In an earlier study [1] we designed a small fragment library that contained not more than 100 compounds, which was screened by multidimensional NMR spectroscopy to identify structures that bind to the GTPases Rheb and K-Ras. We were indeed able to identify 4,4’-biphenol and bisphenol A as novel small molecular weight compounds for Rheb and K-Ras, respectively. Our study revealed for the first time that the plasticiser bisphenol A is a K-Ras ligand, suggesting an entirely new mode of action for this compound. The family of bisphenols is chemically characterised by an optionally substituted central carbon atom that is substituted by two hydroxyphenyl moieties. The most common member of this family Bisphenol A (BPA, 4,4′-(propane-2,2-diyl)diphenol, CAS 80-05-7), whose central carbon carries two methyl and two phenolic groups, is a topic in heated scientific and public discussion as it is a well-known endocrine disrupting chemical (EDC) that can unsettle the normal activity of hormone receptors (Fig. 2). Bisphenol A is one of the most frequent chemicals humans are exposed to everyday. For instance, it is a building block of polycarbonate plastics and hence is present in many household products, such as plastic food containers and eating utensils, baby bottles, and thermal papers like cashier receipts. It has been suggested that bisphenol A might cause – amongst others – cardiovascular diseases, breast and prostate cancers as well as neuronal disorders. Our results support a new and/or additional mode of action for bisphenol A – its binding to small H- and K-Ras GTPases – that, in turn, advocate a reduced exposure to this compound in our environment. Lately, public pressure and new governmental restrictions led producers to replace BPA by its chemical analogue BPS (Fig. 2). Based on these results we set out to examine as to whether BPS (4,4′-Sulphonyldiphenol, CAS 80-09-1) can also bind to small Ras-like [2]. Unlike BPA, BPS contains a central sulphonyl group instead of a branched sp3-hybridised carbon atom and serves as a developer in thermal paper like in cashier receipts or boarding passes, for instance. It has been suggested that BPS could show a similar or at least comparable physiological effect by functioning as an EDC.

 

The publication highlighted here reports for the first time that BPS also binds to the small GTPase K-Ras4B (Fig. 2). As previously found for BPA, BPS binds to a small ligand binding site between switch I and switch II of K-Ras4B, which is close to helix α2 and to the core β-sheet (β1–β3). Thus, we could show that BPS is yet another ligand of K-Ras4B, albeit with a lower binding affinity than that of BPA. Furthermore, our new study shows that – unlike BPA – BPS cannot interfere with the Sos-meditated nucleotide exchange of K-Ras4B. Taken together, our findings decipher the binding mode of BPA and BPS to Ras GTPases and provide a molecular basis for further and more comprehensive toxicity studies on bisphenols in the future, since it is a frequently used replacement for BPA in ‘BPA-free’-labeled containers.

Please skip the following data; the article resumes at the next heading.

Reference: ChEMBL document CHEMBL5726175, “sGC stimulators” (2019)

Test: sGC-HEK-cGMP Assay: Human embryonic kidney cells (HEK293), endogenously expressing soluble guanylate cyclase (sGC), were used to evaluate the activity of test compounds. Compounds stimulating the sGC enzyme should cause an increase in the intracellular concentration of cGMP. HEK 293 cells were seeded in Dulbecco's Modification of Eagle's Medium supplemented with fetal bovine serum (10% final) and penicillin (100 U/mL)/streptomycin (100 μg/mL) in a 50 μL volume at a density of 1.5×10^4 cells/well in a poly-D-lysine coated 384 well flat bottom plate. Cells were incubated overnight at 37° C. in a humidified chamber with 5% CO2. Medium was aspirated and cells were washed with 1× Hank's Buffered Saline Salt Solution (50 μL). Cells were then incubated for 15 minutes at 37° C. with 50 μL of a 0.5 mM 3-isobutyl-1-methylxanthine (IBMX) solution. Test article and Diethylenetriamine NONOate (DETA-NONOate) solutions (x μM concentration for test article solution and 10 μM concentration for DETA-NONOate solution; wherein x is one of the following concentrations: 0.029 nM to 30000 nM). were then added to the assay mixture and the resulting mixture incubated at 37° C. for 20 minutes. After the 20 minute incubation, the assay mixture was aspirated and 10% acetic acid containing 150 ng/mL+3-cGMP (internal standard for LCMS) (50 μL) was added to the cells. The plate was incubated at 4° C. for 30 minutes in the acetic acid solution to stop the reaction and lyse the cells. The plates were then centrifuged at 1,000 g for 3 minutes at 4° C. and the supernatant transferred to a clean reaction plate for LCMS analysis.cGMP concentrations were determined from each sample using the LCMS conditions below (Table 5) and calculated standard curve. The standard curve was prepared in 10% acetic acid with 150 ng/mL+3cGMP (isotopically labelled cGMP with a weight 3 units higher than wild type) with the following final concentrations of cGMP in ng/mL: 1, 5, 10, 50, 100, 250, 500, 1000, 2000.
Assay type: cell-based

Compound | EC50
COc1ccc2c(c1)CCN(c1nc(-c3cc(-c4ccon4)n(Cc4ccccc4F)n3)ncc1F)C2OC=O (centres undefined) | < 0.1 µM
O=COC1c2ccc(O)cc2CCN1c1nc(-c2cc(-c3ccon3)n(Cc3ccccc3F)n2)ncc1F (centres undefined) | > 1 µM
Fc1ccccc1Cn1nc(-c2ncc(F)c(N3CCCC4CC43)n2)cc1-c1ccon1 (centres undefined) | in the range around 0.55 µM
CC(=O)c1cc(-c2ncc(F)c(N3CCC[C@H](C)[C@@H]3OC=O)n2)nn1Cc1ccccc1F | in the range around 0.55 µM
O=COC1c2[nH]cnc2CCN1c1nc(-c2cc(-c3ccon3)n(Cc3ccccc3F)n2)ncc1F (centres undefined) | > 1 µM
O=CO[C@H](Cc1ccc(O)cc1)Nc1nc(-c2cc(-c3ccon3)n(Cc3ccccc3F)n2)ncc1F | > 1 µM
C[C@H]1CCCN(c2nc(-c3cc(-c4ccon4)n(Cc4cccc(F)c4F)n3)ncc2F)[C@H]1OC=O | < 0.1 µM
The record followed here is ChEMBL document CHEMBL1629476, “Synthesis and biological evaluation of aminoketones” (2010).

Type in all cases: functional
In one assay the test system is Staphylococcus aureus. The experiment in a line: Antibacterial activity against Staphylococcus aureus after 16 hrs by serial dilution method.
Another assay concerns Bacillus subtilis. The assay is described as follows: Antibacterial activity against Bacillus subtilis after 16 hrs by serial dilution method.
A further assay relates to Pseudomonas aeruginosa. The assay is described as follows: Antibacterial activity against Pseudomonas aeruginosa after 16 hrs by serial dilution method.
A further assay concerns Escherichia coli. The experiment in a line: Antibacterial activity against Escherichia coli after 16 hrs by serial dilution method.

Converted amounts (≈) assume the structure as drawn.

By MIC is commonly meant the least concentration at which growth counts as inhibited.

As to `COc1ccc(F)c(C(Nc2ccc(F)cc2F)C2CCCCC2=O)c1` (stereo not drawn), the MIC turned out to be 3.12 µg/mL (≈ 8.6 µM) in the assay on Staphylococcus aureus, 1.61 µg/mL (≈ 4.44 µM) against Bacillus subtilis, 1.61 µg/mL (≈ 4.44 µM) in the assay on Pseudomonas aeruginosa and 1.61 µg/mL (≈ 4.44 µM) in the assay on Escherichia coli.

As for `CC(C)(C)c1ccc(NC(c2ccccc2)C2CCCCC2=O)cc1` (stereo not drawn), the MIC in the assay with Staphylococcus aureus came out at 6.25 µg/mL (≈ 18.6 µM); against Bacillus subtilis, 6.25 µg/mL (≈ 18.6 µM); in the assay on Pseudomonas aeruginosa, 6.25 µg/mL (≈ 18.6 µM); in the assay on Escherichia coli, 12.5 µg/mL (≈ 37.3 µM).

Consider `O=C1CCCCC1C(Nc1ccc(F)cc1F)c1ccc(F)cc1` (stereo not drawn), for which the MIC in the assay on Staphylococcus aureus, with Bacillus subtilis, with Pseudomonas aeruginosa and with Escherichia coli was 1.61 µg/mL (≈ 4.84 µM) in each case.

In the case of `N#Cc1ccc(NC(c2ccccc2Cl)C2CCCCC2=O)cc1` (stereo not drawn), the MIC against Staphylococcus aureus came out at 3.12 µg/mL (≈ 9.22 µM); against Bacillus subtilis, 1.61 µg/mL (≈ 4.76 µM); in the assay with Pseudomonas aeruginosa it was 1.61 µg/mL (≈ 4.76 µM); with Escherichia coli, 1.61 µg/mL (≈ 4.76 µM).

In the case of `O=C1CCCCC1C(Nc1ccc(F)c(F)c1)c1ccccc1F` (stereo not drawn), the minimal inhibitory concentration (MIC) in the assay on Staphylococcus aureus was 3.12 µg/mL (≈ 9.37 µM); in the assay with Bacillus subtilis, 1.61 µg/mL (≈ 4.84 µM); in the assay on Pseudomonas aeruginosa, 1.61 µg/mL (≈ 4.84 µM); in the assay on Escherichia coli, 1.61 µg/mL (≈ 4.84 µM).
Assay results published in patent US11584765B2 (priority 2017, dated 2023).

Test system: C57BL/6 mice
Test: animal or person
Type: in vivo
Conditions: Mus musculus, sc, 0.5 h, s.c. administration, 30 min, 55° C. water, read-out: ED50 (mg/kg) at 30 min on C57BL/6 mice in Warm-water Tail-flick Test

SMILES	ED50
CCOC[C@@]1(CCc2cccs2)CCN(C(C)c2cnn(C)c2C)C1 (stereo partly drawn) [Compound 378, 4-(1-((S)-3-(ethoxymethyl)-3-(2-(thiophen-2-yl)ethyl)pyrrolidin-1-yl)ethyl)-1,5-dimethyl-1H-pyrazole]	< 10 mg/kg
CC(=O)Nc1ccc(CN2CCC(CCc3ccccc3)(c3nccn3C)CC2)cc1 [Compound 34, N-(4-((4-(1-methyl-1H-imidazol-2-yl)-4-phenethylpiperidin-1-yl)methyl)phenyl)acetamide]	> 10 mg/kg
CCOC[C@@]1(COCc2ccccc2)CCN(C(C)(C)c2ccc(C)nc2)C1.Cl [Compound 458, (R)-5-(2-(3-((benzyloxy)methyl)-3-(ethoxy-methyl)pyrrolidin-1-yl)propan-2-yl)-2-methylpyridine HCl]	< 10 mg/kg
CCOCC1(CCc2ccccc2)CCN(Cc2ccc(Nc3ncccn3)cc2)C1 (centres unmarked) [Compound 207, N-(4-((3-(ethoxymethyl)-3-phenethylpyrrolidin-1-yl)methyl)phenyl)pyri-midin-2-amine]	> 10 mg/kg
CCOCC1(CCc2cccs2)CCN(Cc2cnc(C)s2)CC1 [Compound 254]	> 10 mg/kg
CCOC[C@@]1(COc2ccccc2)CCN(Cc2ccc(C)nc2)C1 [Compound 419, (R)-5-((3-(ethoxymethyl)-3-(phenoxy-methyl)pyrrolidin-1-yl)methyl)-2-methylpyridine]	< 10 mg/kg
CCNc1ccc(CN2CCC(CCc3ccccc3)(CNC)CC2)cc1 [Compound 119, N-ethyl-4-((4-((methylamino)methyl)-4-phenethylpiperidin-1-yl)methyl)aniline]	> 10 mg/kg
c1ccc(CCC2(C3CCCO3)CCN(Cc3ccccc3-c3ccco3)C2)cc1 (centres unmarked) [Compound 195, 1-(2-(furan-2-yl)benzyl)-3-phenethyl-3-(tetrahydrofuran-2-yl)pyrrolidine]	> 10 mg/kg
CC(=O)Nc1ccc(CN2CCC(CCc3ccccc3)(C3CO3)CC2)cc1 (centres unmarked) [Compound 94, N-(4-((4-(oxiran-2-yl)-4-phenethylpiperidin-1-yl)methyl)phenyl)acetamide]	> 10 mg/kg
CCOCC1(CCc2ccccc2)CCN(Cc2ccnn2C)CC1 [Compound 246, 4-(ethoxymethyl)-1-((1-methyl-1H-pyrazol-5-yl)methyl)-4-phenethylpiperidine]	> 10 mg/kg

fig2Figure 2. Left: Like BPA, BPS (shown as a stick model) also binds to a small ligand binding site (shown as mesh) between switch I and switch II of K-Ras4B, which is close to helix α2 and to the core β-sheet (β1–β3). Right: Chemical formulae of BPA and BPS.

 

References:

  1. Schöpel M, Herrmann C, Scherkenbeck J, Stoll R 2016 The Bisphenol A analogue Bisphenol S binds to K-Ras4B – implications for ‘BPA-free’ plastics. FEBS Lett. 590:369-75.
  2. Schöpel M, Jockers KF, Düppe PM, Autzen J, Potheraveedu VN, Ince S, Yip KT, Heumann R, Herrmann C, Scherkenbeck J, Stoll R 2013 Bisphenol A binds to Ras proteins and competes with guanine nucleotide exchange: implications for GTPase-selective antagonists. J Med Chem. 56:9664-72.

 

Acknowledgements: This study has been supported by the Deutsche Krebshilfe (109776 and 109777), the DFG (SFB 642), and the RUB Research SchoolPlus.

 

Contact:

Miriam Schöpel, B.Sc., M.Sc. & Prof. Dr. Raphael Stoll

Ruhr University of Bochum

Faculty of Chemistry and Biochemistry

Biochemistry II – Biomolecular Spectroscopy

NC 5/171

Universitätsstraße 150

D-44780 BOCHUM, GERMANY.

raphael.stoll@ruhr-uni-bochum.de

http://www.ruhr-uni-bochum.de/bionmr/index-en.html